401K ā€“ Any downside in contributing more?

Iā€™m middle-aged and contributing 3 percent to my 401K.
This 3 percent is fully-matched by my employer.

I can get a full match for up to 6 percent.

Is there any downside to increasing my contribution to
6 percent if there is no concern about needing that extra
3 percent for an emergency?

Best Answer:

Fried Kitten: 401K is also a tax deferral.. It is absolute financial mismanagement NOT to put in at least the matched amount.
$100 generally has a tax bracket of 25% more of less. You net out only $75.
Deferred and matched gets you $200 plus whatever it grows in investment, even if only a safe 3% a year in conservative investing.
Consider 5 years only putting in $100 net of taxes on 3% taxable in a savings plan versus the 401K for 5 years.
75, 151.62, 229.89, 309.86, 391.55, 475.01
Vs 401k matched
200, 406, 618.18, 836.73, 1061.83, 1293.68
And if withdrawing without penalty but taxed, 1293.68 x 0.75 = $970.26
2.04 times the net amount

In a 20 year progression, $1851.62 versus 0.75x$5374.08 = $4030.56
Over 20 years you end up 2.18 times the net amount
You are turning down a free gift. Even paying a 10% penalty and taxes in pulling it out later you still come out way ahead.

I am really surprised you turned down free money by only putting 3%.

Other answer:

Fried Kitten:
If it was me I would take that extra money and start a Roth IRA. You would not get the right off at the end of the year, but any money you earn in the Roth is not taxed. Say you had a $1,000 in the Roth which you invested in stocks and made $500 for the year. You would then have $1500 no taxable funds. A problem with any IRA is if our government get in a bind they can come in and take all of it with no questions asked.
there are limits in the amount you can contribute to a 401(K)
however if you are looking at the difference between $75 and $100 that wil probably depend on what tax bracket you fall into
if $100 would reduce your bracket significantly it would be beneficial to do so, if not, and $75 is convenient for you that's the way to go
bear in mind what you do contribute earns as you go along, meaning the more you have contributed the higher the amount interest is calculated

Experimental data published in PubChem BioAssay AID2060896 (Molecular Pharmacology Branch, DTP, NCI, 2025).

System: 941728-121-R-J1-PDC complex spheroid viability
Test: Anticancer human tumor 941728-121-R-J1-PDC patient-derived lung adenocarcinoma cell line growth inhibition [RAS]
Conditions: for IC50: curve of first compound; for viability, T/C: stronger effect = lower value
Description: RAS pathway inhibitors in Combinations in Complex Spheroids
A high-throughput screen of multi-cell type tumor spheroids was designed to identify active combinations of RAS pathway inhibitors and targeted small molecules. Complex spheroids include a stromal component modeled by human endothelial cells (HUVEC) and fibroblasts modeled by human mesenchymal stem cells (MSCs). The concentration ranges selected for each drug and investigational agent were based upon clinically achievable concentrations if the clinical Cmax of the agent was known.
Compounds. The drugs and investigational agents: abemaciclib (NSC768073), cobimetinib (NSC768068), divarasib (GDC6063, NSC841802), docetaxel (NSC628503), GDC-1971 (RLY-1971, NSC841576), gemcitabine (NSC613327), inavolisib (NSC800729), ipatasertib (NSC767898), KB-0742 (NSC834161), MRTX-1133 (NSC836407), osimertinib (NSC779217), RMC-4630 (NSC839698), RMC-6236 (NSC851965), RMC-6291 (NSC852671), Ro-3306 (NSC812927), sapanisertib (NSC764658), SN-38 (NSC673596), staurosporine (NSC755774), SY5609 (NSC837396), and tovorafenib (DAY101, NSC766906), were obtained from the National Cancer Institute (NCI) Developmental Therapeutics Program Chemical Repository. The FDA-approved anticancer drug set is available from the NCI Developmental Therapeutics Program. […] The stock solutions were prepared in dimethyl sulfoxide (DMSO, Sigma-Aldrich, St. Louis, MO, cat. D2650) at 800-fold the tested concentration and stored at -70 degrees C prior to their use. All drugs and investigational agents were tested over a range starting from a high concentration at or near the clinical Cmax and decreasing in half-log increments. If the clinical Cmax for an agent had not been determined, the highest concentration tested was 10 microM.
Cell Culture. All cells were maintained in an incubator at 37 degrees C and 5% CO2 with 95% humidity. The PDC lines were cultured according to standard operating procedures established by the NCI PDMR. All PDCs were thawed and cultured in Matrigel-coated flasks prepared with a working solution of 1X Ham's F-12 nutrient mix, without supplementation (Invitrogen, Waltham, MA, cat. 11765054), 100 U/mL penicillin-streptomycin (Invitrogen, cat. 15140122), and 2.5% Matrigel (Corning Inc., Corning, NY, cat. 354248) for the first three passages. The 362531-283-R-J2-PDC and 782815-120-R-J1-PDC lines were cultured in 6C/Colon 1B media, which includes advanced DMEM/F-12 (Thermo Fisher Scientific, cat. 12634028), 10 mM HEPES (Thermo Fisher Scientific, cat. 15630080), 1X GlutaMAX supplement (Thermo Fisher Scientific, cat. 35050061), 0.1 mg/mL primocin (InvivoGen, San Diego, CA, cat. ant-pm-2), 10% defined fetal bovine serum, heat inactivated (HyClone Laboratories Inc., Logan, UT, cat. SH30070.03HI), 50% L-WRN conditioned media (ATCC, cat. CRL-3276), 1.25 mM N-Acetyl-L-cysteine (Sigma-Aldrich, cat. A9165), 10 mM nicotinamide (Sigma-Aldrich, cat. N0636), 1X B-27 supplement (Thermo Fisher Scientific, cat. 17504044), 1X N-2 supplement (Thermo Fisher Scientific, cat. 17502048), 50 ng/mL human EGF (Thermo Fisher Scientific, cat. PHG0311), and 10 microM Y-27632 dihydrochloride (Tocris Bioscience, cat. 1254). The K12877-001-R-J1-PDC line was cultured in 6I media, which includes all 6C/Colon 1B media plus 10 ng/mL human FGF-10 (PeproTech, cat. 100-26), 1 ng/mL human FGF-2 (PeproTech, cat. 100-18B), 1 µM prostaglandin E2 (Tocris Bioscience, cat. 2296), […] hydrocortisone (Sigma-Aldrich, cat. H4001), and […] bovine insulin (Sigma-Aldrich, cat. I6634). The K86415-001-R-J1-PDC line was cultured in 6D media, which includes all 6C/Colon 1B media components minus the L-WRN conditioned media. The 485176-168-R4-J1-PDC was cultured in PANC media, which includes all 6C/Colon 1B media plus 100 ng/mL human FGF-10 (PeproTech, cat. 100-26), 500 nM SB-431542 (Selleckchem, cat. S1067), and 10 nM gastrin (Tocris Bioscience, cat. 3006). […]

there is NO downside and if you are contributing pre-tax money you are making out better in taxes. I am in the 25% tax bracket, so if I decide to contribute 1000 I will only lose 750.00 as I will not be paying 250.00 taxes on that 1000. win win win
Dan B:
Other than exceeding the maximum contribution (which would be taxable), there's no downside.
not is it has enough investment options.
If you get a full match for 6% that is the least that you should contribute, double your money. By middle age you should be socking away more than that somewhere, it not to 401k then to IRA (which is a separate annual limit). However, the availability of a company retirement plan (whether participating or not) limits deductions for a traditional IRA contributions, so if considering an IRA you might consider a Roth IRA in which contributions are not deductible anyway.

In recent years I was putting 22% of my income in my 401k, which turned out to be a good thing because after 40 years with the company, I was suddenly out of a job Nov 2015 at age 63.5. I transferred my 401k to IRA, got some investing education, and have grown my IRA more than I have withdrawn since then. My goal is to not start collecting social security until age 70.

Re Vera:
You should contribute as much as you are legally able. If you still have disposable income after that, then start on secondary investments (brokerage account, real estate, etc.).
Spock (rhp):
the only downside would be if the stock market crashes and stays crashed
Particularly at middle-age, it's a good idea to put as much into your 401K as you are permitted under law, assuming (as you noted) that there is not a critical need elsewhere for the money. The money will hopefully keep working for you until you retire.

Doing enough for the match is really the minimum you should contribute–it's not the optimum level.

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